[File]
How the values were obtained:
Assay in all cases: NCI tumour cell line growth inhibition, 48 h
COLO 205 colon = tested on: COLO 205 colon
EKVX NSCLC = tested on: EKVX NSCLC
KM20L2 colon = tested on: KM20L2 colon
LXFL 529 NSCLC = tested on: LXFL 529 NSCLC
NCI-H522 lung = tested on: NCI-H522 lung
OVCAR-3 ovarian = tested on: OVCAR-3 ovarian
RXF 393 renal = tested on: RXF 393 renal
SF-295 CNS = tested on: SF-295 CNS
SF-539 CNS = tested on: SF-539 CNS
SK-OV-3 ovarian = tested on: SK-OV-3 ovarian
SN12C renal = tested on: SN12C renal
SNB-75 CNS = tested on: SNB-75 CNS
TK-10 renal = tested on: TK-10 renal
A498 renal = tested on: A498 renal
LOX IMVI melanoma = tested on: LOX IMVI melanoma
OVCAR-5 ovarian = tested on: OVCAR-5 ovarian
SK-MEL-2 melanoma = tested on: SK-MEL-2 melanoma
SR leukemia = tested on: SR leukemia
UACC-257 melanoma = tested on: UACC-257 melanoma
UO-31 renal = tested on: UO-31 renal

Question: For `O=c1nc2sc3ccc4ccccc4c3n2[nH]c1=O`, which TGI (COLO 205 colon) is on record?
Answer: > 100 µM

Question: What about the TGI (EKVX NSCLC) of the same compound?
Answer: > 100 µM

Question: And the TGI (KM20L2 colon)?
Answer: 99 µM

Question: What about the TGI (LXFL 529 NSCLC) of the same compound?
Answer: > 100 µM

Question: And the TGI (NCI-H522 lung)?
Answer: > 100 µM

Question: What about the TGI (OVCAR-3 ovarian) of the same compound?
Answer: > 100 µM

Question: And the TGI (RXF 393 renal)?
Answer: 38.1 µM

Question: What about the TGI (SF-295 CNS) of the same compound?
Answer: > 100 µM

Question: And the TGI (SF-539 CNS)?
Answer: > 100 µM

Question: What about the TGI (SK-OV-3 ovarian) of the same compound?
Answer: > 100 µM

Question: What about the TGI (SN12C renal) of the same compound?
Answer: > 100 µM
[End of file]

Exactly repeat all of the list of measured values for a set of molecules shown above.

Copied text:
How the values were obtained:
Assay in all cases: NCI tumour cell line growth inhibition, 48 h
COLO 205 colon = tested on: COLO 205 colon
EKVX NSCLC = tested on: EKVX NSCLC
KM20L2 colon = tested on: KM20L2 colon
LXFL 529 NSCLC = tested on: LXFL 529 NSCLC
NCI-H522 lung = tested on: NCI-H522 lung
OVCAR-3 ovarian = tested on: OVCAR-3 ovarian
RXF 393 renal = tested on: RXF 393 renal
SF-295 CNS = tested on: SF-295 CNS
SF-539 CNS = tested on: SF-539 CNS
SK-OV-3 ovarian = tested on: SK-OV-3 ovarian
SN12C renal = tested on: SN12C renal
SNB-75 CNS = tested on: SNB-75 CNS
TK-10 renal = tested on: TK-10 renal
A498 renal = tested on: A498 renal
LOX IMVI melanoma = tested on: LOX IMVI melanoma
OVCAR-5 ovarian = tested on: OVCAR-5 ovarian
SK-MEL-2 melanoma = tested on: SK-MEL-2 melanoma
SR leukemia = tested on: SR leukemia
UACC-257 melanoma = tested on: UACC-257 melanoma
UO-31 renal = tested on: UO-31 renal

Question: For `O=c1nc2sc3ccc4ccccc4c3n2[nH]c1=O`, which TGI (COLO 205 colon) is on record?
Answer: > 100 µM

Question: What about the TGI (EKVX NSCLC) of the same compound?
Answer: > 100 µM

Question: And the TGI (KM20L2 colon)?
Answer: 99 µM

Question: What about the TGI (LXFL 529 NSCLC) of the same compound?
Answer: > 100 µM

Question: And the TGI (NCI-H522 lung)?
Answer: > 100 µM

Question: What about the TGI (OVCAR-3 ovarian) of the same compound?
Answer: > 100 µM

Question: And the TGI (RXF 393 renal)?
Answer: 38.1 µM

Question: What about the TGI (SF-295 CNS) of the same compound?
Answer: > 100 µM

Question: And the TGI (SF-539 CNS)?
Answer: > 100 µM

Question: What about the TGI (SK-OV-3 ovarian) of the same compound?
Answer: > 100 µM

Question: What about the TGI (SN12C renal) of the same compound?
Answer: > 100 µM